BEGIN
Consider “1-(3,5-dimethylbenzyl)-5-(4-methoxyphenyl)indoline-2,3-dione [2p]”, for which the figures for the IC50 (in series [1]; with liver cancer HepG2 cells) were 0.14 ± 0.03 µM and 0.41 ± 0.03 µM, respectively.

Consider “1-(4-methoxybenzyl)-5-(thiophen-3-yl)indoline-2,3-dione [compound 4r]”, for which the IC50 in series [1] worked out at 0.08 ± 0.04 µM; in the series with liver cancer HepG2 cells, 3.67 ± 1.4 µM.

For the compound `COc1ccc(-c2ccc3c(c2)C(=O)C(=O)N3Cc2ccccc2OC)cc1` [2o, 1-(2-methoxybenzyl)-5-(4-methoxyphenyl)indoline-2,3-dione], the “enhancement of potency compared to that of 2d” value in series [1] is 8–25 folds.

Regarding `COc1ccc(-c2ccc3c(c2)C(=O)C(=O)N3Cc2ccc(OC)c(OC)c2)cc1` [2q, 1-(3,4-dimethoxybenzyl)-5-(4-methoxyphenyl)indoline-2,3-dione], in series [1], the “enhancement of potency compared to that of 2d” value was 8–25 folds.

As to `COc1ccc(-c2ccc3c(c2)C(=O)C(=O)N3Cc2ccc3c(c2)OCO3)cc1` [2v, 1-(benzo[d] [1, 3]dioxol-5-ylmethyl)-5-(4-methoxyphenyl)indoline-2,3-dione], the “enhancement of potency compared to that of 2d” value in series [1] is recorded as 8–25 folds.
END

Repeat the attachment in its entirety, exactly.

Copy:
Consider “1-(3,5-dimethylbenzyl)-5-(4-methoxyphenyl)indoline-2,3-dione [2p]”, for which the figures for the IC50 (in series [1]; with liver cancer HepG2 cells) were 0.14 ± 0.03 µM and 0.41 ± 0.03 µM, respectively.

Consider “1-(4-methoxybenzyl)-5-(thiophen-3-yl)indoline-2,3-dione [compound 4r]”, for which the IC50 in series [1] worked out at 0.08 ± 0.04 µM; in the series with liver cancer HepG2 cells, 3.67 ± 1.4 µM.

For the compound `COc1ccc(-c2ccc3c(c2)C(=O)C(=O)N3Cc2ccccc2OC)cc1` [2o, 1-(2-methoxybenzyl)-5-(4-methoxyphenyl)indoline-2,3-dione], the “enhancement of potency compared to that of 2d” value in series [1] is 8–25 folds.

Regarding `COc1ccc(-c2ccc3c(c2)C(=O)C(=O)N3Cc2ccc(OC)c(OC)c2)cc1` [2q, 1-(3,4-dimethoxybenzyl)-5-(4-methoxyphenyl)indoline-2,3-dione], in series [1], the “enhancement of potency compared to that of 2d” value was 8–25 folds.

As to `COc1ccc(-c2ccc3c(c2)C(=O)C(=O)N3Cc2ccc3c(c2)OCO3)cc1` [2v, 1-(benzo[d] [1, 3]dioxol-5-ylmethyl)-5-(4-methoxyphenyl)indoline-2,3-dione], the “enhancement of potency compared to that of 2d” value in series [1] is recorded as 8–25 folds.